LAS VEGAS — A Nevada congress member and several elected and tribal officials announced support Friday for national monument designation over a broad area south of Las Vegas they say is biologically diverse and rich with Native American cultural significance.
The site would be called Avi Kwa Ame National Monument and encompass a rugged and dry mostly undeveloped landscape dotted with Joshua trees between mountain ranges generally between the Colorado River and the Mojave National Preserve in California.
It would include Spirit Mountain, a peak northwest of Laughlin called “Avi Kwa Ame” by the Fort Mojave Tribe and listed in 1999 on the National Register of Historic Places as a place sacred to Indian tribes.
“Our creation story places us directly in the center of this area,” Shan Lewis, vice chairman of the Fort Mojave Indian Tribe, told reporters during a news conference in Las Vegas. “Our efforts are to protect these places of significance and sacredness while maintaining their integrity as a place of home and worship.”
At 703-square-miles, the national monument would be about the size of the Okefenokee National Wildlife Refuge in Florida. Other national monuments in Nevada include Gold Butte, Tule Springs and Basin and Range.
U.S. Rep. Dina Titus, a Democrat from Las Vegas, said she intends to introduce legislation in Congress in coming days for Avi Kwa Ame National Monument. She traced the process to 1999, when Spirit Mountain received National Register listing.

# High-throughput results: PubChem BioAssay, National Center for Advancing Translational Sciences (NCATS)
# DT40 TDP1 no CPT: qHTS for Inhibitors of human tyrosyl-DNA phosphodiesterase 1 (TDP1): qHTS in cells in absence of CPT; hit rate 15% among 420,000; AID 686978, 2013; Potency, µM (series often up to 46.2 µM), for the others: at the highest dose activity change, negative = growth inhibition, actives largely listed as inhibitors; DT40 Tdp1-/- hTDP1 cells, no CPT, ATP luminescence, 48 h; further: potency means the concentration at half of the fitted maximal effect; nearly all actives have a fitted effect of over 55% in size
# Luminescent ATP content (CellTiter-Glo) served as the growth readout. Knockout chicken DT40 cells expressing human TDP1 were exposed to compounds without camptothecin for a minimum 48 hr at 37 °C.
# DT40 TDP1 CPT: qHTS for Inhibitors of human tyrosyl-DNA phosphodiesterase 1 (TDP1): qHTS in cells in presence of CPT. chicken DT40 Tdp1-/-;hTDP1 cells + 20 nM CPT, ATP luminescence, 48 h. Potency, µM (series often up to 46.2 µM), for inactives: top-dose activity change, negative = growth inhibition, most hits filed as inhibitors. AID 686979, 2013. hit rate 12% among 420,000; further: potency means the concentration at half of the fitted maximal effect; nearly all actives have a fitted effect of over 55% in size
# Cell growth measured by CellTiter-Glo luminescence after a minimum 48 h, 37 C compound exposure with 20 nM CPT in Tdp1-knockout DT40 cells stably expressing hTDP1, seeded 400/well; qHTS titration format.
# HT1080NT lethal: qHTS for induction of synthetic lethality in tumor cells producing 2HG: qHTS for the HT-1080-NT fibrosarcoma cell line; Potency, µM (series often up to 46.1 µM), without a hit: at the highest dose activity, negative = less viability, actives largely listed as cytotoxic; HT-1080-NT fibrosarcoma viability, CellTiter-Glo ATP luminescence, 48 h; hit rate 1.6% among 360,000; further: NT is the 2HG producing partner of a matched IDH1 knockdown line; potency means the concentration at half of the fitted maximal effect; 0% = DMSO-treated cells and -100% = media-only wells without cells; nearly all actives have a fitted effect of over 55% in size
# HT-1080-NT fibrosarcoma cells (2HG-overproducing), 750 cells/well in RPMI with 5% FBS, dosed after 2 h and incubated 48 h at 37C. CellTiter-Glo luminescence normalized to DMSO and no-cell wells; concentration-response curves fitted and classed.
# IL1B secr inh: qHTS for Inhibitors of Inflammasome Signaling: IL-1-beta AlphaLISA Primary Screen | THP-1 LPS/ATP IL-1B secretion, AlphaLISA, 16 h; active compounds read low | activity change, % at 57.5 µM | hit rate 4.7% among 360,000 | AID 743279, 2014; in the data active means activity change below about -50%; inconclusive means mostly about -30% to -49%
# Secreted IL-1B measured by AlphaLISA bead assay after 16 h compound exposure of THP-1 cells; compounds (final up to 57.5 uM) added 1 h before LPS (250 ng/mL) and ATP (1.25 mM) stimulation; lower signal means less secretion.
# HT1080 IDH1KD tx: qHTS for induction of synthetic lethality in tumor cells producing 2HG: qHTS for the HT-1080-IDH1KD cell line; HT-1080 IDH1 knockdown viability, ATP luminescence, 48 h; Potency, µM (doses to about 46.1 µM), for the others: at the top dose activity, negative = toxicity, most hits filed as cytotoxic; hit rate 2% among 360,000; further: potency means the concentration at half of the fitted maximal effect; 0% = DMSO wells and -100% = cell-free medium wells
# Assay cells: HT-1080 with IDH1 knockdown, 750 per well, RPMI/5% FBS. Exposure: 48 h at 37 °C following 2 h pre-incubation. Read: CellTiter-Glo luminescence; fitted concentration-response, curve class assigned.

The peak, at 5,642 feet is the tallest in the surrounding Newberry Mountains. It is within a 52-square-mile wilderness area overseen by the federal Bureau of Land Management and National Park Service.
Efforts toward national monument designation for the much wider area accelerated in recent months, driven by opponents of a big proposed wind farm.
Titus sent a letter Wednesday to U.S. Interior Secretary Deb Haaland, pointing to support for the proposal from the Nevada Legislature, a coalition of tribes, Clark County, communities including Boulder City, Searchlight and Laughlin, conservation groups and those she termed “recreation interests.”
“We believe establishing this national monument will help to bolster an outdoor recreation economy,” Titus told reporters. She added that she hopes for backing from the rest of the Nevada congressional delegation.
Titus noted in her letter to Haaland that the area is considered sacred by 10 Yuman-speaking tribes as well as the Hopi and Chemehuevi Paiute.
Supporters want the monument to envelop and protect a Spanish Colonial Revival house that once belonged to 1920s-era Hollywood actors Clara Bow and Rex Bell on their historic Walking Box Ranch, which also is listed on the National Register of Historic Places.